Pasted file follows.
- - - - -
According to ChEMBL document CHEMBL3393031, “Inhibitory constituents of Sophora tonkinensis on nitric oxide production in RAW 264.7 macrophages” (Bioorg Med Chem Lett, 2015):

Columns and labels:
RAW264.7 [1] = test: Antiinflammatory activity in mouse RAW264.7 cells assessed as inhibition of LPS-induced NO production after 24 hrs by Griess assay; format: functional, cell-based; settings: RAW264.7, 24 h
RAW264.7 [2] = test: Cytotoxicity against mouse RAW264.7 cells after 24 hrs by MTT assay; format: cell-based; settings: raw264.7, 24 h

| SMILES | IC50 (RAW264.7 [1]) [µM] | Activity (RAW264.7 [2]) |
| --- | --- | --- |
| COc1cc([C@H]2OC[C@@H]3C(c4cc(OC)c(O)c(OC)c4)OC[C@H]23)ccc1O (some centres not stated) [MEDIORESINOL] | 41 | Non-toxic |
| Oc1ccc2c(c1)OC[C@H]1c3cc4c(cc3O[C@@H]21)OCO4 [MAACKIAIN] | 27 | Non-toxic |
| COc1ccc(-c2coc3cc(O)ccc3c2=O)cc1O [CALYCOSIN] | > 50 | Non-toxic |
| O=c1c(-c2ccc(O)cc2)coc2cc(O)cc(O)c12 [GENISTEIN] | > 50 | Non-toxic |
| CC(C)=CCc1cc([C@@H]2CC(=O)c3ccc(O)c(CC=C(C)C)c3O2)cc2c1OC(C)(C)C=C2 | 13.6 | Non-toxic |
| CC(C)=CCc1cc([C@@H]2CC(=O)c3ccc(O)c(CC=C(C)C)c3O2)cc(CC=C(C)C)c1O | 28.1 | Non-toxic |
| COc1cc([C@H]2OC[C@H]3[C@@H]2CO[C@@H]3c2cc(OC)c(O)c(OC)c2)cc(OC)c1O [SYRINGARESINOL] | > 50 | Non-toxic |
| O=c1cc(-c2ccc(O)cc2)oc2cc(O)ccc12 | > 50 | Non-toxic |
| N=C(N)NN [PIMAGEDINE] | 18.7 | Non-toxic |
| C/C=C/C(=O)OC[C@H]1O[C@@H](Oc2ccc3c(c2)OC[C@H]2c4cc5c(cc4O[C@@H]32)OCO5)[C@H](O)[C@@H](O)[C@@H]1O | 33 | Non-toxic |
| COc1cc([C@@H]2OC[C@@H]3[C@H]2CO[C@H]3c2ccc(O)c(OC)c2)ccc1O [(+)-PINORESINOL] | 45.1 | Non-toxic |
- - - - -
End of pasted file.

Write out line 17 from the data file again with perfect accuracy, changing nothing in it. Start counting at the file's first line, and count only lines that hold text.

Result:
| COc1cc([C@@H]2OC[C@@H]3[C@H]2CO[C@H]3c2ccc(O)c(OC)c2)ccc1O [(+)-PINORESINOL] | 45.1 | Non-toxic |